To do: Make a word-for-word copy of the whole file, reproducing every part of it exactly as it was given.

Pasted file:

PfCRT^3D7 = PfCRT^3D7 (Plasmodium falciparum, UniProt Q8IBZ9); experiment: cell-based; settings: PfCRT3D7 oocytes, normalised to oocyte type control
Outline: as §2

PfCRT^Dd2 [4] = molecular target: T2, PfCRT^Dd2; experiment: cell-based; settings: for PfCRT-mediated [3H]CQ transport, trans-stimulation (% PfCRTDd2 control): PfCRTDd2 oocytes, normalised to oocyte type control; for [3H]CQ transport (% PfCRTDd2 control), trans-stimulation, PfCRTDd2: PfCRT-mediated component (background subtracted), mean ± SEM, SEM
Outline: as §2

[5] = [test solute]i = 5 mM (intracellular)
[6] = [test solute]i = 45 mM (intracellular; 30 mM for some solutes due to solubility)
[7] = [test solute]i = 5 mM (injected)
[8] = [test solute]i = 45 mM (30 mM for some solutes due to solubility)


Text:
PfCRT^3D7 = PfCRT^3D7 (Plasmodium falciparum, UniProt Q8IBZ9); experiment: cell-based; settings: PfCRT3D7 oocytes, normalised to oocyte type control
Outline: as §2

PfCRT^Dd2 [4] = molecular target: T2, PfCRT^Dd2; experiment: cell-based; settings: for PfCRT-mediated [3H]CQ transport, trans-stimulation (% PfCRTDd2 control): PfCRTDd2 oocytes, normalised to oocyte type control; for [3H]CQ transport (% PfCRTDd2 control), trans-stimulation, PfCRTDd2: PfCRT-mediated component (background subtracted), mean ± SEM, SEM
Outline: as §2

[5] = [test solute]i = 5 mM (intracellular)
[6] = [test solute]i = 45 mM (intracellular; 30 mM for some solutes due to solubility)
[7] = [test solute]i = 5 mM (injected)
[8] = [test solute]i = 45 mM (30 mM for some solutes due to solubility)